The day was announcing itself as we drove east on Hawthorne Boulevard. Maty and I were enchanted by a rare and roseate dawn.
A layer of clouds reached out from the west, forming an inverted topography. Stubborn patches of departing night lingered in cloudy folds, blue as any mountain lake. Westward, where nighttime was thickest, lay a forbidding, inverted ocean --mysterious, malicious, in full retreat. To the east, where the sun was yet hidden by Tabor's silhouette, the cutting edge of daytime shone like the firmament. Or like the Holy Host marching to victory across the coral cloudscape.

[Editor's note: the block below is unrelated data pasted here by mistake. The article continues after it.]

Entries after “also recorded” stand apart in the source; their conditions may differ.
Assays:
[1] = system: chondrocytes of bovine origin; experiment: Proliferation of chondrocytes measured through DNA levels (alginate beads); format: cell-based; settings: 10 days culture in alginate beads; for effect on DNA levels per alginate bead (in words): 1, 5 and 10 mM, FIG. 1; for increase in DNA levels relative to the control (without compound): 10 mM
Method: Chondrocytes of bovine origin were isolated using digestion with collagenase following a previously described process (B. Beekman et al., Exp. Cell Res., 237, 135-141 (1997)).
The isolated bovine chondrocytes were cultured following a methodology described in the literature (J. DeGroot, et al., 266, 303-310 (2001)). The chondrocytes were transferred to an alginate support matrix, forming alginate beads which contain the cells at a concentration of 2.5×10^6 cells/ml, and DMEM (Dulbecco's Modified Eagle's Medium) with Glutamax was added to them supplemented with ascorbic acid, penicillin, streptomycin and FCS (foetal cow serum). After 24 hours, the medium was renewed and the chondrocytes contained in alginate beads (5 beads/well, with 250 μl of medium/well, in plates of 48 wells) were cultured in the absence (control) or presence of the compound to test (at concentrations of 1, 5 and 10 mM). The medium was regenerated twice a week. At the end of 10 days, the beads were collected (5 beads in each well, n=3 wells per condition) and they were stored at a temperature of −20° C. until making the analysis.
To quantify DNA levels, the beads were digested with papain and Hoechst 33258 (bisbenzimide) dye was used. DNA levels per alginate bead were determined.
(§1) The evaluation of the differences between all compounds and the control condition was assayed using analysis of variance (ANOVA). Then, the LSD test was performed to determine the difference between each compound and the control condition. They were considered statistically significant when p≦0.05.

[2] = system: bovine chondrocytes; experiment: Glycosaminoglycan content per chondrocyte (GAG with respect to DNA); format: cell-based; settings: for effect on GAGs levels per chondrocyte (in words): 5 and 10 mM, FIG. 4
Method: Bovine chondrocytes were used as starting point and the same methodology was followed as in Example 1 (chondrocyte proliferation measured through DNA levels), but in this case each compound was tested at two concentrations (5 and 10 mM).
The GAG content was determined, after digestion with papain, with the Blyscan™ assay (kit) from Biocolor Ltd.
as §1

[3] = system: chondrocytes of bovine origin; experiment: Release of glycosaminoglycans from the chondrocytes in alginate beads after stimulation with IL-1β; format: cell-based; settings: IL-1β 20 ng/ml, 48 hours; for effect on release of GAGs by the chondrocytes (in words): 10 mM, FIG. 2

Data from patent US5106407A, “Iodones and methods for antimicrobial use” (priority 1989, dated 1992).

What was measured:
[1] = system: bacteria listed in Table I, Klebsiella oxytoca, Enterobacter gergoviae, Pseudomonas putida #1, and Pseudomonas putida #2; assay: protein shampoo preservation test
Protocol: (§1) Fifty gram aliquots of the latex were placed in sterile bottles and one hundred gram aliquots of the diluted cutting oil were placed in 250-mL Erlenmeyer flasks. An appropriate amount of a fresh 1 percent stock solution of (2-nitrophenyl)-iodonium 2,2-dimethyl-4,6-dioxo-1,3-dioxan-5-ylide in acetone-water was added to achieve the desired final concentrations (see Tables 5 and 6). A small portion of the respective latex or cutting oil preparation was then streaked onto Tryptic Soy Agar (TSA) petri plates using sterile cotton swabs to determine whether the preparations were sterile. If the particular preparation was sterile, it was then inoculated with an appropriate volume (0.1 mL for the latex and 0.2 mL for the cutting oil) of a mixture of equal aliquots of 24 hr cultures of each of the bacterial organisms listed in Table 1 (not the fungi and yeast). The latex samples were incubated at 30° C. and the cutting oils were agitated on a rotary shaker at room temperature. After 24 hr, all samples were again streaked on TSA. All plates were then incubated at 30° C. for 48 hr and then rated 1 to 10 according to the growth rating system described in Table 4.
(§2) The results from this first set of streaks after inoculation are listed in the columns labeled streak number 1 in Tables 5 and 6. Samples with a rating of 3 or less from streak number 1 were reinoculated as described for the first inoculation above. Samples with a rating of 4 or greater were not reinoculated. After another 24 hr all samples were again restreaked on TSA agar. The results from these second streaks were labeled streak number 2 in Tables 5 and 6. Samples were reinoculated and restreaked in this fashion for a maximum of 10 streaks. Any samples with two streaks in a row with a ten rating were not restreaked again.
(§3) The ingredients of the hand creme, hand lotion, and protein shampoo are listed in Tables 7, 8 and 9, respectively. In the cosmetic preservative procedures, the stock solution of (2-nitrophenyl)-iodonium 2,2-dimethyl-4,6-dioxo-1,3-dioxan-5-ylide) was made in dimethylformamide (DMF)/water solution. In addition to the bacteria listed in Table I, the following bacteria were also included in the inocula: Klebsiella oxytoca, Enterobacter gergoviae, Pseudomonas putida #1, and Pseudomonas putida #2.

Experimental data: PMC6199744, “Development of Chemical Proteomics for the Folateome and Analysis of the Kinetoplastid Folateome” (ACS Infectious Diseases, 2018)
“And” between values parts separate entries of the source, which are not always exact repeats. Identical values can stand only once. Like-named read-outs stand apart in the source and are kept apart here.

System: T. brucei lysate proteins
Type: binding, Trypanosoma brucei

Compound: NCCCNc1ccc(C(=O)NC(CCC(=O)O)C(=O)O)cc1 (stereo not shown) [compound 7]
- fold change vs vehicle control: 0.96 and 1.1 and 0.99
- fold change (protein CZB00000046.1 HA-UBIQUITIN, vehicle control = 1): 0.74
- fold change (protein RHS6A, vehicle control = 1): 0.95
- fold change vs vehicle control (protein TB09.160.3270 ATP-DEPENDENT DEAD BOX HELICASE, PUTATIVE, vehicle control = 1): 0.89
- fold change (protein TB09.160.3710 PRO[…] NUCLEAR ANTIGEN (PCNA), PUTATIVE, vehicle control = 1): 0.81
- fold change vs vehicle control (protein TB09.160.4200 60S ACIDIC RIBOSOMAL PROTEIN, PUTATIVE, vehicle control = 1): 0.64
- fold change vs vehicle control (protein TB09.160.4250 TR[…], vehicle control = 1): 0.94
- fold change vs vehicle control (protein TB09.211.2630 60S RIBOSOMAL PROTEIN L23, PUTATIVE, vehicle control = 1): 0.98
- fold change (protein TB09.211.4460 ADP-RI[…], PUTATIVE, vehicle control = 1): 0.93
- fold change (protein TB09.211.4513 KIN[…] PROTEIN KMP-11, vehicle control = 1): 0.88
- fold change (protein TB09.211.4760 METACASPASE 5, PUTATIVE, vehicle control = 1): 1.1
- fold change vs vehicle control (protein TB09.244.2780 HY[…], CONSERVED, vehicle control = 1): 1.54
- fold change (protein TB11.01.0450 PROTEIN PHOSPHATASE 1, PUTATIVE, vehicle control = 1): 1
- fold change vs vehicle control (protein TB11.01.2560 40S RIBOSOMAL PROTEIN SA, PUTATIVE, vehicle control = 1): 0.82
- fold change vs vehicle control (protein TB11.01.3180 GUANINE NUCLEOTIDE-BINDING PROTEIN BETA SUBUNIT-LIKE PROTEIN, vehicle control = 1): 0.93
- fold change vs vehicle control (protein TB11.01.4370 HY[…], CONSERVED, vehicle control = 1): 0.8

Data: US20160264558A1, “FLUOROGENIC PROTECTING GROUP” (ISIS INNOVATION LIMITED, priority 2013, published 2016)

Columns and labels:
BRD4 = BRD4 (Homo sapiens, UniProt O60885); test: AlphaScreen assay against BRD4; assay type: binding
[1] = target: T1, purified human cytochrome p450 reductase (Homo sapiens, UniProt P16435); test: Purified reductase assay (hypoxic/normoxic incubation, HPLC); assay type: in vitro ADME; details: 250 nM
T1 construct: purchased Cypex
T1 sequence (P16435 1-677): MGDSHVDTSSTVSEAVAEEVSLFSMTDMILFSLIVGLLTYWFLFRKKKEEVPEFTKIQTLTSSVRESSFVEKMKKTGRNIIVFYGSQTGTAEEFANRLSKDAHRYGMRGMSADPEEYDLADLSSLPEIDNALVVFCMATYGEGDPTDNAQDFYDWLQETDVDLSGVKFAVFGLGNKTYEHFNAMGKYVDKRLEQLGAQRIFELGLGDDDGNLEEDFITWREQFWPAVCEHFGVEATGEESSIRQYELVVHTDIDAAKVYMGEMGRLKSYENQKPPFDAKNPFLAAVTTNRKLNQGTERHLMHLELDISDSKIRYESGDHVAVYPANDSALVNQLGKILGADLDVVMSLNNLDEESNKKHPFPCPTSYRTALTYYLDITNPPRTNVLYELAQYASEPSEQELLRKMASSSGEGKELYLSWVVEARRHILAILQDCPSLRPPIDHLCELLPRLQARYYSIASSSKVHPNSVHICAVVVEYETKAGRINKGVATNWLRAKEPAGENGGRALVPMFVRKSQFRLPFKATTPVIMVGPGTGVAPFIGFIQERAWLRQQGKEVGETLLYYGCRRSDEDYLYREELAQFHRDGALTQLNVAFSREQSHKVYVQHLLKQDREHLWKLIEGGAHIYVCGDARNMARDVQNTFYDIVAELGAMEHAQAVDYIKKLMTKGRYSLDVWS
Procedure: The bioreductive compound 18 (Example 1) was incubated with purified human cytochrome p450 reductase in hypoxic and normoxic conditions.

All of it inverted, of course.
We looked on, just as stars might do, were they to gaze upon us now and then and be stricken by our own beauty.
But shortly, events pulled us back to our grubby, summer-dried boulevard. I regretted turning away while the moment lingered. .
A sunrise is a brief and beautiful thing. Perhaps we are thus to stars.